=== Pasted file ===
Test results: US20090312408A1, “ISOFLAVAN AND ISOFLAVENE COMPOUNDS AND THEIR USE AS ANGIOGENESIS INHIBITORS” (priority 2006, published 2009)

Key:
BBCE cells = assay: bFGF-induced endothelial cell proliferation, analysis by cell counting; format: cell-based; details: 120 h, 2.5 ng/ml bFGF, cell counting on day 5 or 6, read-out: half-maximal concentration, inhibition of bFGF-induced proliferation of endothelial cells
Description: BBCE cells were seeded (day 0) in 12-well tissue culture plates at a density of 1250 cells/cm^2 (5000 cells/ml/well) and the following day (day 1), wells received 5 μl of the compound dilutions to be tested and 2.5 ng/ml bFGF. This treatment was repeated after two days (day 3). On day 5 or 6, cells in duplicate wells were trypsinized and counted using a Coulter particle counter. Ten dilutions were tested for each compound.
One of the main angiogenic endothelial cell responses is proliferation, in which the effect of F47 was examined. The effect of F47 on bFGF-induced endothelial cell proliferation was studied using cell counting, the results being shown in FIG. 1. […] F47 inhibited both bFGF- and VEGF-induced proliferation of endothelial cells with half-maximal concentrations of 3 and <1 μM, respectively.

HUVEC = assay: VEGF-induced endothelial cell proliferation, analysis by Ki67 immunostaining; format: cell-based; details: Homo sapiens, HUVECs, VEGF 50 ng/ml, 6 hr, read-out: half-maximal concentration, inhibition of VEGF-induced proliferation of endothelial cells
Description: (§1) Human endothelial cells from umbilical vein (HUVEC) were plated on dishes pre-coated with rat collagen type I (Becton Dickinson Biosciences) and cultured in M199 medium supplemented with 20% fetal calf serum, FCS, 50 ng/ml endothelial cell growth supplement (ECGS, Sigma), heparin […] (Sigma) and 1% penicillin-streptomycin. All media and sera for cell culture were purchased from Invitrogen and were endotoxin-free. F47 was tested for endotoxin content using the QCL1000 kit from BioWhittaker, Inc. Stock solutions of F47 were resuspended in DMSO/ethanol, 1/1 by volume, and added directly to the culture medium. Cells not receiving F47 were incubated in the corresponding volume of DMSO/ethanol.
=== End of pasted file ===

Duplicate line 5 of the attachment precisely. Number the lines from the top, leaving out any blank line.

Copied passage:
One of the main angiogenic endothelial cell responses is proliferation, in which the effect of F47 was examined. The effect of F47 on bFGF-induced endothelial cell proliferation was studied using cell counting, the results being shown in FIG. 1. […] F47 inhibited both bFGF- and VEGF-induced proliferation of endothelial cells with half-maximal concentrations of 3 and <1 μM, respectively.